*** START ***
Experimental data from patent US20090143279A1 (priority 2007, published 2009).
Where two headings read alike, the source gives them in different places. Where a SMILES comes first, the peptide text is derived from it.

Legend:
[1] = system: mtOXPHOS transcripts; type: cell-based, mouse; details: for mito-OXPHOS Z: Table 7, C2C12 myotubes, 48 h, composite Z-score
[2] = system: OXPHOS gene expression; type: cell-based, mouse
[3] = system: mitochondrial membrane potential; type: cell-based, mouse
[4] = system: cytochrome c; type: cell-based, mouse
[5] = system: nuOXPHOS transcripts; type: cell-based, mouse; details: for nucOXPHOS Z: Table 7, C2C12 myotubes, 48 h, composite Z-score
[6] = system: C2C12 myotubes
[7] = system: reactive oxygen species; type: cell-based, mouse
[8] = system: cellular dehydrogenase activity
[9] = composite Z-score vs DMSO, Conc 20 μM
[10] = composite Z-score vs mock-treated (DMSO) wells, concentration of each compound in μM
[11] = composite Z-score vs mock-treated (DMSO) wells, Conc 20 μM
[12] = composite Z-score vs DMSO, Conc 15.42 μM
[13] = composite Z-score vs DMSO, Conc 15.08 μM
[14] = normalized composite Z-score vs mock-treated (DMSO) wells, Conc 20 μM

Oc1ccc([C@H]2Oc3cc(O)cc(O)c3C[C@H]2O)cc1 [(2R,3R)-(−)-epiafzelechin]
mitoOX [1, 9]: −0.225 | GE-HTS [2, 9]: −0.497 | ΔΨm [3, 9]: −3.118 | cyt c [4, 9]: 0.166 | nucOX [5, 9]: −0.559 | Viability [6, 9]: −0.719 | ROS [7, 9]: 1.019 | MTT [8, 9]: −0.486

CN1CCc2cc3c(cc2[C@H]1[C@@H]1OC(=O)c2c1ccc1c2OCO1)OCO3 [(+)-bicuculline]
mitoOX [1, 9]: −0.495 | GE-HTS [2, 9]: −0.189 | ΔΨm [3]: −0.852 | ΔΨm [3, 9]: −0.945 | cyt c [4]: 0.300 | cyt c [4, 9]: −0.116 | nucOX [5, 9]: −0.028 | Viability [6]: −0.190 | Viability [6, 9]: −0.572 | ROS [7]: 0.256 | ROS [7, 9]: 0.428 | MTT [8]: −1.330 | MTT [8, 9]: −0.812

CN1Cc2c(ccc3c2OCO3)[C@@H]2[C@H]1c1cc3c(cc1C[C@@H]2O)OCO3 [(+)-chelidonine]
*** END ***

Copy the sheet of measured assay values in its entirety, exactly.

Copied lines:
Experimental data from patent US20090143279A1 (priority 2007, published 2009).
Where two headings read alike, the source gives them in different places. Where a SMILES comes first, the peptide text is derived from it.

Legend:
[1] = system: mtOXPHOS transcripts; type: cell-based, mouse; details: for mito-OXPHOS Z: Table 7, C2C12 myotubes, 48 h, composite Z-score
[2] = system: OXPHOS gene expression; type: cell-based, mouse
[3] = system: mitochondrial membrane potential; type: cell-based, mouse
[4] = system: cytochrome c; type: cell-based, mouse
[5] = system: nuOXPHOS transcripts; type: cell-based, mouse; details: for nucOXPHOS Z: Table 7, C2C12 myotubes, 48 h, composite Z-score
[6] = system: C2C12 myotubes
[7] = system: reactive oxygen species; type: cell-based, mouse
[8] = system: cellular dehydrogenase activity
[9] = composite Z-score vs DMSO, Conc 20 μM
[10] = composite Z-score vs mock-treated (DMSO) wells, concentration of each compound in μM
[11] = composite Z-score vs mock-treated (DMSO) wells, Conc 20 μM
[12] = composite Z-score vs DMSO, Conc 15.42 μM
[13] = composite Z-score vs DMSO, Conc 15.08 μM
[14] = normalized composite Z-score vs mock-treated (DMSO) wells, Conc 20 μM

Oc1ccc([C@H]2Oc3cc(O)cc(O)c3C[C@H]2O)cc1 [(2R,3R)-(−)-epiafzelechin]
mitoOX [1, 9]: −0.225 | GE-HTS [2, 9]: −0.497 | ΔΨm [3, 9]: −3.118 | cyt c [4, 9]: 0.166 | nucOX [5, 9]: −0.559 | Viability [6, 9]: −0.719 | ROS [7, 9]: 1.019 | MTT [8, 9]: −0.486

CN1CCc2cc3c(cc2[C@H]1[C@@H]1OC(=O)c2c1ccc1c2OCO1)OCO3 [(+)-bicuculline]
mitoOX [1, 9]: −0.495 | GE-HTS [2, 9]: −0.189 | ΔΨm [3]: −0.852 | ΔΨm [3, 9]: −0.945 | cyt c [4]: 0.300 | cyt c [4, 9]: −0.116 | nucOX [5, 9]: −0.028 | Viability [6]: −0.190 | Viability [6, 9]: −0.572 | ROS [7]: 0.256 | ROS [7, 9]: 0.428 | MTT [8]: −1.330 | MTT [8, 9]: −0.812

CN1Cc2c(ccc3c2OCO3)[C@@H]2[C@H]1c1cc3c(cc1C[C@@H]2O)OCO3 [(+)-chelidonine]